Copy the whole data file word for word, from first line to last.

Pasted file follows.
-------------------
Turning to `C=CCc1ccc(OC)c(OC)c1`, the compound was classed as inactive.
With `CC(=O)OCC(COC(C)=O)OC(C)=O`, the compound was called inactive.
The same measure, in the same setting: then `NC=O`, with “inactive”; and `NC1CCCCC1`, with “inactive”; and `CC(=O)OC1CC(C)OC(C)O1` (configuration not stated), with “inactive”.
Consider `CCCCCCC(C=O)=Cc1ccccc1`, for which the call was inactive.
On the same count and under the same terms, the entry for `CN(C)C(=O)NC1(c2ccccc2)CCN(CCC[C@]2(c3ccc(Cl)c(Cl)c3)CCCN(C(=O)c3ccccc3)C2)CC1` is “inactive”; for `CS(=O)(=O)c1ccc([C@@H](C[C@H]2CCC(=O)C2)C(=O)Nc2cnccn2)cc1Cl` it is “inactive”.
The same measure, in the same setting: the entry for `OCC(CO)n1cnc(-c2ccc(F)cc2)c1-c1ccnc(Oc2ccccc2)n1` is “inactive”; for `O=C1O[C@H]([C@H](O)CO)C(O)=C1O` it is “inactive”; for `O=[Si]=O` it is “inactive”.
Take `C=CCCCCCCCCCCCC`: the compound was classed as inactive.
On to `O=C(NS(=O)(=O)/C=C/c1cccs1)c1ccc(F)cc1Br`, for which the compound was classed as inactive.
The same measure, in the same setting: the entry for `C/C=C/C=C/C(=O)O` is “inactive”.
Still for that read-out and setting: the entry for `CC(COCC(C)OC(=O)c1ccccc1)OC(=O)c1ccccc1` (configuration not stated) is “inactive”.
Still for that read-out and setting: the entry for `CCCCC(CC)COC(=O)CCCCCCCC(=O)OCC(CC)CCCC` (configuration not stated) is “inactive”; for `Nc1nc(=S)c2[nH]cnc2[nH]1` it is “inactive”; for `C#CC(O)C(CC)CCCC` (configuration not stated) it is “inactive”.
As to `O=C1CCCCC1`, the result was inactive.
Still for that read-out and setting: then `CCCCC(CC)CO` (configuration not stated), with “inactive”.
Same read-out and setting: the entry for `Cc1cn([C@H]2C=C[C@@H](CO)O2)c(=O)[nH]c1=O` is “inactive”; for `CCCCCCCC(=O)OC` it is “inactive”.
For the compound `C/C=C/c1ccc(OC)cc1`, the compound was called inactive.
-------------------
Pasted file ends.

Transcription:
Turning to `C=CCc1ccc(OC)c(OC)c1`, the compound was classed as inactive.
With `CC(=O)OCC(COC(C)=O)OC(C)=O`, the compound was called inactive.
The same measure, in the same setting: then `NC=O`, with “inactive”; and `NC1CCCCC1`, with “inactive”; and `CC(=O)OC1CC(C)OC(C)O1` (configuration not stated), with “inactive”.
Consider `CCCCCCC(C=O)=Cc1ccccc1`, for which the call was inactive.
On the same count and under the same terms, the entry for `CN(C)C(=O)NC1(c2ccccc2)CCN(CCC[C@]2(c3ccc(Cl)c(Cl)c3)CCCN(C(=O)c3ccccc3)C2)CC1` is “inactive”; for `CS(=O)(=O)c1ccc([C@@H](C[C@H]2CCC(=O)C2)C(=O)Nc2cnccn2)cc1Cl` it is “inactive”.
The same measure, in the same setting: the entry for `OCC(CO)n1cnc(-c2ccc(F)cc2)c1-c1ccnc(Oc2ccccc2)n1` is “inactive”; for `O=C1O[C@H]([C@H](O)CO)C(O)=C1O` it is “inactive”; for `O=[Si]=O` it is “inactive”.
Take `C=CCCCCCCCCCCCC`: the compound was classed as inactive.
On to `O=C(NS(=O)(=O)/C=C/c1cccs1)c1ccc(F)cc1Br`, for which the compound was classed as inactive.
The same measure, in the same setting: the entry for `C/C=C/C=C/C(=O)O` is “inactive”.
Still for that read-out and setting: the entry for `CC(COCC(C)OC(=O)c1ccccc1)OC(=O)c1ccccc1` (configuration not stated) is “inactive”.
Still for that read-out and setting: the entry for `CCCCC(CC)COC(=O)CCCCCCCC(=O)OCC(CC)CCCC` (configuration not stated) is “inactive”; for `Nc1nc(=S)c2[nH]cnc2[nH]1` it is “inactive”; for `C#CC(O)C(CC)CCCC` (configuration not stated) it is “inactive”.
As to `O=C1CCCCC1`, the result was inactive.
Still for that read-out and setting: then `CCCCC(CC)CO` (configuration not stated), with “inactive”.
Same read-out and setting: the entry for `Cc1cn([C@H]2C=C[C@@H](CO)O2)c(=O)[nH]c1=O` is “inactive”; for `CCCCCCCC(=O)OC` it is “inactive”.
For the compound `C/C=C/c1ccc(OC)cc1`, the compound was called inactive.